2. Medium rare beef pairs well with thinly sliced salty Virginia ham. IMHO this honey baked ham you encounter everywhere is a step down from olive loaf. Another good companion to most anything is oysters, now in season. Tenderloin and oysters Rockefeller?

                                                  1 Reply
                                                  1. re: tim irvine

                                                    Sauerbraten has become a tradition for me.

                                                  2. I've done an apricot glazed ham and a roast beef most Christmases. Ham is boneless and goes in the crockpot in the late morning and roast beef gets seasoned the night before and taken out of the fridge 30 - 40 minutes before placing in the oven.

                                                    1 Reply
                                                    1. re: Hopefulone

                                                      Apricot glazed ham sounds terrific!

                                                    2. A good roast needs nothing more than Kosher Salt and Fresh Cracked Black Pepper. Anything else is really just for show, as the aromatics cannot penetrate the meat.

                                                      Steamship Fresh Ham
                                                      Colorado Leg of Lamb
                                                      Rack of Veal

                                                      Porchetta

                                                      http://chowhound.chow.com/topics/887174

                                                      Prime Rib

                                                      http://chowhound.chow.com/topics/824994

                                                      Inexpensive Beef Roast

                                                      Shoulder Clod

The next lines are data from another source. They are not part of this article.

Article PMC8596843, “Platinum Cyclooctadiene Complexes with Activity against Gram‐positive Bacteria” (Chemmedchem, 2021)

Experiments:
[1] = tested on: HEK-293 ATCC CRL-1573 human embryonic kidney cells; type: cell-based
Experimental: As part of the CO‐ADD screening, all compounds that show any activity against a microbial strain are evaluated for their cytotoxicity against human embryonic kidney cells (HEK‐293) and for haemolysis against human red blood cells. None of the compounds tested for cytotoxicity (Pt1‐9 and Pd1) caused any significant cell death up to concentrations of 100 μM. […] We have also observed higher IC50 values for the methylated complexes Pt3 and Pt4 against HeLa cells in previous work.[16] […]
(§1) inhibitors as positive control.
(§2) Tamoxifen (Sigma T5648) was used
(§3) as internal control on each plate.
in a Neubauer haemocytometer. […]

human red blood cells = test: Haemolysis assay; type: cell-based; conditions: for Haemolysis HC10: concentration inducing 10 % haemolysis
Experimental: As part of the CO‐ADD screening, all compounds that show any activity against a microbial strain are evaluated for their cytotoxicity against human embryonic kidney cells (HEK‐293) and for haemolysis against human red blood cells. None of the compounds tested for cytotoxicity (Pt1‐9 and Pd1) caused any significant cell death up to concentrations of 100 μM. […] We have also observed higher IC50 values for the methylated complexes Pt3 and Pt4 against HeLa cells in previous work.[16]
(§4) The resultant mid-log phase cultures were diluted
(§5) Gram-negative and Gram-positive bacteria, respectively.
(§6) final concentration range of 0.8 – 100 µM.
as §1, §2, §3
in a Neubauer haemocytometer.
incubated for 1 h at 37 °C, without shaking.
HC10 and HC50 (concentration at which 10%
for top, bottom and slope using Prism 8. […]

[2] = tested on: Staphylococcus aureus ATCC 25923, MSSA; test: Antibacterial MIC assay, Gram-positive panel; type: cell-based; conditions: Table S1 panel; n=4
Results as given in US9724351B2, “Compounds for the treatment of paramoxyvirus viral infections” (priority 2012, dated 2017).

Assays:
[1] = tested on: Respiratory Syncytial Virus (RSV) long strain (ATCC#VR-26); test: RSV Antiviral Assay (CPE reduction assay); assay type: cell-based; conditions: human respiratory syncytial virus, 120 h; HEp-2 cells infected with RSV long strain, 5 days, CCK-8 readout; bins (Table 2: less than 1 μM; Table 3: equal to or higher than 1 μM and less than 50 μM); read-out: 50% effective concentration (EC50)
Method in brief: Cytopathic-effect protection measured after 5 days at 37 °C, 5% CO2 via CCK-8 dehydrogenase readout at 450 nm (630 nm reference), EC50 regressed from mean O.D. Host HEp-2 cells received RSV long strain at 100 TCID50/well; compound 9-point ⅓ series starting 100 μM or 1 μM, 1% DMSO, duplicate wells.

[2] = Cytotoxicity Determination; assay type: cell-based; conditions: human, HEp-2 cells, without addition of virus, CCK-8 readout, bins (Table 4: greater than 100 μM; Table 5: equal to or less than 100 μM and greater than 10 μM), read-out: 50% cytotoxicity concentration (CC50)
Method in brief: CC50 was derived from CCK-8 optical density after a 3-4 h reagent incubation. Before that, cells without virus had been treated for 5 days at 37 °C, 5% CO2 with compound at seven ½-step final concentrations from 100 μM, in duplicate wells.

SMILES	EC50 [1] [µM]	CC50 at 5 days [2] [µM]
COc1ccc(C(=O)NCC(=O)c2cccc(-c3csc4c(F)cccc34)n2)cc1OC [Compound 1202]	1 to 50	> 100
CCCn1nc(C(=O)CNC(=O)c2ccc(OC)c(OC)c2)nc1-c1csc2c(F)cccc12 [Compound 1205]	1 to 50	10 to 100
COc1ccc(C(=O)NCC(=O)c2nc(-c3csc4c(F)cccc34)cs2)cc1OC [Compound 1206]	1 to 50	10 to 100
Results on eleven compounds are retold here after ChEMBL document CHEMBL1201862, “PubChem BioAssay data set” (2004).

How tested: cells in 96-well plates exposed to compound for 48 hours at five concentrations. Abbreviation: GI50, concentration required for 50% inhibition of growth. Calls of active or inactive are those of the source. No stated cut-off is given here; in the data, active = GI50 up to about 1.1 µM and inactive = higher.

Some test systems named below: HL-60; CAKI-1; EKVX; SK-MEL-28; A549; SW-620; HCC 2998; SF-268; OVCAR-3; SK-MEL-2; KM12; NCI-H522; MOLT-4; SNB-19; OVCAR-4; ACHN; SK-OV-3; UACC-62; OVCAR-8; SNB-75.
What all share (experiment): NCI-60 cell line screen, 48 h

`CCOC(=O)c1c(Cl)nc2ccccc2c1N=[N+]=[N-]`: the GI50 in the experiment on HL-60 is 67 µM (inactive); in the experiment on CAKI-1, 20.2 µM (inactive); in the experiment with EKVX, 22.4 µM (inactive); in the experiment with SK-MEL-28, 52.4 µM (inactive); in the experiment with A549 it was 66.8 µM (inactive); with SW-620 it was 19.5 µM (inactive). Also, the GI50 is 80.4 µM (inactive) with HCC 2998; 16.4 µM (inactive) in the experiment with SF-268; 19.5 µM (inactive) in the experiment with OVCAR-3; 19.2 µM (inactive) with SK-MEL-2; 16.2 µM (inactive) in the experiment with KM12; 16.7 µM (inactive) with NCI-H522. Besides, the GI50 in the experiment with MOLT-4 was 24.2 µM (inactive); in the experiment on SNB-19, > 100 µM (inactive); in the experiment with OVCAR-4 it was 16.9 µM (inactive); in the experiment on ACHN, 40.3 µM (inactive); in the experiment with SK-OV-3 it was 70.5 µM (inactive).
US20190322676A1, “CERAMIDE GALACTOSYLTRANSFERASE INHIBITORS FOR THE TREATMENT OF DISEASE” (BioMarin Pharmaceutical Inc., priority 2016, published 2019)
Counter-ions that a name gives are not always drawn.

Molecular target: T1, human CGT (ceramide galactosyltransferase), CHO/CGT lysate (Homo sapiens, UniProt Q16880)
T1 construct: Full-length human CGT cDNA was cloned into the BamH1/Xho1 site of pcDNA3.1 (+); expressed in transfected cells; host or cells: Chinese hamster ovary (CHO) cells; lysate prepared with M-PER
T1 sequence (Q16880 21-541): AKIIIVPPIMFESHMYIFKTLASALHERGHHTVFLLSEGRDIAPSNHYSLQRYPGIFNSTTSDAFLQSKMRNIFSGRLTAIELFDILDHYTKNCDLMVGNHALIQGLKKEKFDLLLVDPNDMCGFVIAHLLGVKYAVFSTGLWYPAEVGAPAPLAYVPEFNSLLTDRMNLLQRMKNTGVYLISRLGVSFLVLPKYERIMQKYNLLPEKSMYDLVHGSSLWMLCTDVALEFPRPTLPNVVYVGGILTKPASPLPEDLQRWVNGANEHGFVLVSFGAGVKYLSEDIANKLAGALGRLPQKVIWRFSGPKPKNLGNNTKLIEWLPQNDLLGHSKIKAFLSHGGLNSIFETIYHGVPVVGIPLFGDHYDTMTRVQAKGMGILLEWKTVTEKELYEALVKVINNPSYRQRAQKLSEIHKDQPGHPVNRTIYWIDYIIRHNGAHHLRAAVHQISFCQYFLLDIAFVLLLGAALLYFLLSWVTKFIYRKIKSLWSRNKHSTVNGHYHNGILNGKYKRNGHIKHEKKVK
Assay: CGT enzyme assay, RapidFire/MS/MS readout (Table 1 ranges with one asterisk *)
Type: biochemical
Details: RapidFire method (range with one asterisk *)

Cross Rib Shoulder
                                                      Top Butt Sirloin

                                                      http://chowhound.chow.com/topics/880991

                                                      If you like your meat well done.

                                                      Brisket

                                                      1. Surf and turf.

                                                        Do the prime rib yourself.

                                                        For easier prep, I would do a baked shrimp scampi type thing. When the meat comes out to rest, turn the oven to 400 and bake until just pink (10 minutes or less). Comes with it's own sauce.

                                                        My MIL always does pork crown roast, which is pretty good if she doesn't over cook it.

                                                        9 Replies
                                                        1. re: autumm

                                                          OK, I think you are on to something here!!! Baked shrimp scampi sounds like heaven on earth. Thank you.

                                                          If you or anyone here have a tested and tried recipe for shrimp scampi, please share!!!

                                                          1. re: hair12

                                                            I really like Ina Garten's recipe.

                                                            1. re: hheath9h

                                                              I just bookmarked Ina's recipe. I had never heard of baked shrimp scampi before, and this sounds wonderful! Thanks for the suggestion.

                                                              1. re: Springhaze2